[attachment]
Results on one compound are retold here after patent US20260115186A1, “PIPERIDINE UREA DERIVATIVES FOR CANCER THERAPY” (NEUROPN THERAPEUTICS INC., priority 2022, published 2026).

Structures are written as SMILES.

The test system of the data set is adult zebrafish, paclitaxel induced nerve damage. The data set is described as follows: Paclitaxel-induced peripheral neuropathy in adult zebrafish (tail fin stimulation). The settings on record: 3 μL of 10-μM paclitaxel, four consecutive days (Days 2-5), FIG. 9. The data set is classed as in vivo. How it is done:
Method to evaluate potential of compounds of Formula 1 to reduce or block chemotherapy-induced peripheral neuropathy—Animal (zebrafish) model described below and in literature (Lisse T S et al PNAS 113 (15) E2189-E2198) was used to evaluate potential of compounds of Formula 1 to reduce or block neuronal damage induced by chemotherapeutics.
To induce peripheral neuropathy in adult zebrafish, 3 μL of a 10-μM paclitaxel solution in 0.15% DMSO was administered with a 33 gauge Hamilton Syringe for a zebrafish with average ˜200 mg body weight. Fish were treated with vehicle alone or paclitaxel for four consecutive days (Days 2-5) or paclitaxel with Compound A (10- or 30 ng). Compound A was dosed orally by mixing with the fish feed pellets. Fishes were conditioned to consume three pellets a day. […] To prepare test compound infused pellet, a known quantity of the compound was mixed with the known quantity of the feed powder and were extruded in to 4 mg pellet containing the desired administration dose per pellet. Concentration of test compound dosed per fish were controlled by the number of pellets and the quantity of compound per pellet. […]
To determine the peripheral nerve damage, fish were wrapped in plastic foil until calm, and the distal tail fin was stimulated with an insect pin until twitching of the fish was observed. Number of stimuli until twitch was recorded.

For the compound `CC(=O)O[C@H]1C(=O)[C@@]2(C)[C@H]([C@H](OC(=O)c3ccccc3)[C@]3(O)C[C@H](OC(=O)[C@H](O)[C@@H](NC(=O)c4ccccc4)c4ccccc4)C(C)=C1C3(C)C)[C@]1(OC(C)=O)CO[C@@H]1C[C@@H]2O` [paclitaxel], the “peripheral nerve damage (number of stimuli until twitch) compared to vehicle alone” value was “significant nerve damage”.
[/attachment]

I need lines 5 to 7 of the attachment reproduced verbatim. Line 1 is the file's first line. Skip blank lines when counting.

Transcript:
To induce peripheral neuropathy in adult zebrafish, 3 μL of a 10-μM paclitaxel solution in 0.15% DMSO was administered with a 33 gauge Hamilton Syringe for a zebrafish with average ˜200 mg body weight. Fish were treated with vehicle alone or paclitaxel for four consecutive days (Days 2-5) or paclitaxel with Compound A (10- or 30 ng). Compound A was dosed orally by mixing with the fish feed pellets. Fishes were conditioned to consume three pellets a day. […] To prepare test compound infused pellet, a known quantity of the compound was mixed with the known quantity of the feed powder and were extruded in to 4 mg pellet containing the desired administration dose per pellet. Concentration of test compound dosed per fish were controlled by the number of pellets and the quantity of compound per pellet. […]
To determine the peripheral nerve damage, fish were wrapped in plastic foil until calm, and the distal tail fin was stimulated with an insect pin until twitching of the fish was observed. Number of stimuli until twitch was recorded.

For the compound `CC(=O)O[C@H]1C(=O)[C@@]2(C)[C@H]([C@H](OC(=O)c3ccccc3)[C@]3(O)C[C@H](OC(=O)[C@H](O)[C@@H](NC(=O)c4ccccc4)c4ccccc4)C(C)=C1C3(C)C)[C@]1(OC(C)=O)CO[C@@H]1C[C@@H]2O` [paclitaxel], the “peripheral nerve damage (number of stimuli until twitch) compared to vehicle alone” value was “significant nerve damage”.